What You Didn't Know About Steve Martin's Art Collection

Steve Martin has been known for many things throughout his career. When the history of 20th- and 21st-century performers is documented, it's likely that the words "comedian" and "actor" will be in the first sentence when Martin's story is written. However, he's also an accomplished essayist, novelist and playwright, a virtuoso banjo player, and an outspoken atheist, according to HuffPost.

Martin is also an avid art collector, having taken up the hobby early in his career. It was something that he kept more or less a secret until he spilled the beans, so to speak, with an exhibition in Las Vegas in 2001. Even then, however, he was reluctant to portray himself as a serious art collector.

”I didn't want these works to be perceived as vehicles for publicity or to be treated as commercial objects used to promote an 'image,”' he said at the time, via The New York Times. And indeed, reviewers who have attended his exhibitions have been limited in their praise, recognizing the worthy pieces in his collection while openly regretting its exclusions.

This is what you didn't know about Steve Martin's art collection.

Steve Martin kept his collection more or less a secret for decades

Martin purchased his first painting, by Los Angeles artist Ed Ruscha, in 1968, according to The New York Times. At the time, Martin was in his early 20s, and his career was just starting to take off.

Over the decades, his collection not only got bigger, it also started including more recognizable names: Seurat, Picasso, and Robert Crumb. Some of his pieces have come and gone from his collection over the years as well.

Martin has been clear, in conversations with journalists covering his exhibitions as well as with the general public in attendance, that he is by no means a serious art collector with a view toward curating a collection that would rival those of any other serious art collector. Rather, he says that his paintings are nothing more than ”some nice paintings to hang on my walls.”

When he finally revealed a glimpse into his collection, for an exhibition of fine art at Las Vegas' Bellagio Hotel, he continued to insist that he was doing it not for credibility as a serious art collector but as just a guy who had collected some art that he liked; nothing more, nothing less.

"[It] sounded 'like fun,'" Martin said of his Bellagio exhibition at the time.

Art critics are only mildly impressed with his collection

For the 2001 Bellagio exhibition, Martin made it clear to his host, to attendees, and to journalists covering the event that his art collection was just random stuff that he liked and not an expertly- or professionally-curated collection meant to impress the art world.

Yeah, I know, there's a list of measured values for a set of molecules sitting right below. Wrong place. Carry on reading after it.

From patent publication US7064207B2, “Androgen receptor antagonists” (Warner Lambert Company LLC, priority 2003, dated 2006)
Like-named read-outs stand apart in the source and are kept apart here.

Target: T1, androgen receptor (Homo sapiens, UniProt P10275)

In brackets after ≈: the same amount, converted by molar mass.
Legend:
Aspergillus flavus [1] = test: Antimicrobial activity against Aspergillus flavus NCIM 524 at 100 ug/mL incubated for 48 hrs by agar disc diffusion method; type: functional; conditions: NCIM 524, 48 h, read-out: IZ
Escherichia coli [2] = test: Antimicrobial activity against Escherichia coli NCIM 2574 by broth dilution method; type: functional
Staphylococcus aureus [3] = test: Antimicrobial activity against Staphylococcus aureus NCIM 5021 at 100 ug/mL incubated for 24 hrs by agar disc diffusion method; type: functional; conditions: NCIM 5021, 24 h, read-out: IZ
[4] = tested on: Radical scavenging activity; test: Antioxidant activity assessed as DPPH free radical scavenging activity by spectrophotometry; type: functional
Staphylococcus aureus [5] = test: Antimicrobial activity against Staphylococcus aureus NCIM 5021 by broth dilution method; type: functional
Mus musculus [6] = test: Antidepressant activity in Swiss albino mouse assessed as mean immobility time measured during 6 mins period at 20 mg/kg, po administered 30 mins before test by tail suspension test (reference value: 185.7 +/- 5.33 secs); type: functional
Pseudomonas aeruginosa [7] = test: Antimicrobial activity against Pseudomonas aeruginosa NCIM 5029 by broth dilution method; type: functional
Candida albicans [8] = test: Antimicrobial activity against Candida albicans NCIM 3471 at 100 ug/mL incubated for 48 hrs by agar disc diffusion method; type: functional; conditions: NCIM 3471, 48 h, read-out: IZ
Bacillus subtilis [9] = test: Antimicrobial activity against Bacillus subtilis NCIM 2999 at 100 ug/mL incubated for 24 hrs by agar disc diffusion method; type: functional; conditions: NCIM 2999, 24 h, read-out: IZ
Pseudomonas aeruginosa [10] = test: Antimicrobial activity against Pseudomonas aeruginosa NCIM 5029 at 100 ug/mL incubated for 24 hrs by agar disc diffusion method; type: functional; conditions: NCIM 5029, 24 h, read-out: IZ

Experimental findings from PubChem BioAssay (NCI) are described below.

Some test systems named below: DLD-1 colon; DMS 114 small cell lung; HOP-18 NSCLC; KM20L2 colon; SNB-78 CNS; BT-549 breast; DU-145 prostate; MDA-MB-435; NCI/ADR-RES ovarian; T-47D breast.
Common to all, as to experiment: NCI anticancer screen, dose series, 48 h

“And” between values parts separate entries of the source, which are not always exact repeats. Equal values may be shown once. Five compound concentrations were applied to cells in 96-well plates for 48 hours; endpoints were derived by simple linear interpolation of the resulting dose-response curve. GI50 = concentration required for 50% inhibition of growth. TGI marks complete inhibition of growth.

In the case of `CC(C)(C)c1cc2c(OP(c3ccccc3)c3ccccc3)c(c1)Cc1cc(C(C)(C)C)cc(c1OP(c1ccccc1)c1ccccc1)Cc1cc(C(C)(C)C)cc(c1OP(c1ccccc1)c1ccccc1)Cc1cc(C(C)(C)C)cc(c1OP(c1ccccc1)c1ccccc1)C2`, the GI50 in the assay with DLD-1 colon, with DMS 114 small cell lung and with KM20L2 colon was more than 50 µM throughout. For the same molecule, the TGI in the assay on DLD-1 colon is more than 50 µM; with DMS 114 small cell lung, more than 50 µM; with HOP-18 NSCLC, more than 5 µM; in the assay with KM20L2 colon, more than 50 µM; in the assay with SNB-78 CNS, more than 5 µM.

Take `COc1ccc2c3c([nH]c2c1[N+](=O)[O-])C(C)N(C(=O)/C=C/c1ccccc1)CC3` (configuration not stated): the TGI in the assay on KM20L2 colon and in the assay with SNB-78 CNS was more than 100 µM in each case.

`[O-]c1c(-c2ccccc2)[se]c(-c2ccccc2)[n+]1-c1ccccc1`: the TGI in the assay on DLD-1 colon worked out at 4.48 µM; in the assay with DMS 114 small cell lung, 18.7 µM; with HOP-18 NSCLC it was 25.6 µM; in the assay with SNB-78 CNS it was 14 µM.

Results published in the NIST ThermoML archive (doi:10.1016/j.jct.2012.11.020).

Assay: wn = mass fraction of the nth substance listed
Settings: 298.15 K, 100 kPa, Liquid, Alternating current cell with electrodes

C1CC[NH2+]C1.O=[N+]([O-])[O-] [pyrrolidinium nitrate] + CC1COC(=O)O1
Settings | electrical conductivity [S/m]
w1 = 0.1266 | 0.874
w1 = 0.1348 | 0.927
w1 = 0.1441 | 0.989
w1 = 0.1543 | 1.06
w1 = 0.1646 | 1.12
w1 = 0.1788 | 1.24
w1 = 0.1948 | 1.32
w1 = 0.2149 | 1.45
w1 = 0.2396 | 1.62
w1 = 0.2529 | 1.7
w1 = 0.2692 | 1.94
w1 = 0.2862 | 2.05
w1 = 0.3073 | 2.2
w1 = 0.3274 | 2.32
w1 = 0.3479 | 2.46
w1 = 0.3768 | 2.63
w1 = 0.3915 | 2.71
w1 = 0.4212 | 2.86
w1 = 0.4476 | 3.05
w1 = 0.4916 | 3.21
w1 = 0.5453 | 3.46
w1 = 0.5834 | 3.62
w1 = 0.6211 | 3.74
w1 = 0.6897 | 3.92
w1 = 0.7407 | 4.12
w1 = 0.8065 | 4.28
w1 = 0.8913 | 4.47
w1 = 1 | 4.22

Art critic Grace Glueck, reviewing Martin's Bellagio exhibit for The New York Times, effectively said that Martin didn't promise much, and that he delivered exactly what he promised.

"The collection is uneven ... and it lacks focus. In fact, its scattershot quality might lead one to believe that Mr. Martin is very much an impulse buyer," Glueck wrote, noting that his exhibit contained a few worthwhile pieces by 20th-century masters, and a bunch of other seemingly random stuff. She also mourned the lack of diversity in his collection; it was almost all paintings and included no sculpture nor other media.

San Francisco Chronicle art critic David Bonetti was slightly more kind, writing that "Martin comes across as an inspired amateur, in the best sense of the word," noting, as Glueck did, that his collection lacks abstract pieces as well as sculpture and photography.

Martin once sold a piece for a record amount of money

Art is notoriously volatile as an investment, with prices of various pieces rising and falling with the ever-changing market for fine art. And Steve Martin was a beneficiary of that volatility, having once made a $16 million profit from selling one of his paintings.

Martin's collection has largely favored American painters, and in 1999, according to The New York Times, the actor paid "around" $10 million for "Hotel Window" by American painter Edward Hopper. Seven years later, in 2006, Martin sold the painting for $26.89 million, according to Bloomberg, in the process setting a record price for a Hopper sold at auction. The piece was sold to an anonymous buyer.

Whoever purchased the piece wound up losing mountains of money on the transaction, however. In October 2020, according to Art News, that same painting sold for a mere $1.3 million, possibly a victim of decreased demand for fine art due to the financial ravages of the coronavirus pandemic.

Martin was once bamboozled by an art forgery

Besides market volatility and the prospect of losing millions on a bad purchase, the world of collecting fine art is also bedeviled by another nefarious influence: forgeries. And Steve Martin wasn't spared, as he, too, was the victim of an art forgery.

Specifically, as The Guardian reported, he purchased "Landscape with Horses," by German-Dutch modernist Heinrich Campendonk, from a Paris gallery in 2004. At least, that's what he thought he was buying. What he actually bought was a forgery; it would later be revealed that the painting was produced by a German forgery gang, the members of which had produced forgeries that had fooled multiple art experts, and who had been arrested.

As for Martin, he'd purchased the painting for $850,000 and then sold it at a loss, for $500,000, a couple of years later, to a Swiss businesswoman. At one time, he was even concerned that he would be forced to compensate the buyer for the fake.

"The gallery that sold me the picture has promised to be responsible to me, if I'm responsible, but it's still unclear," Martin said.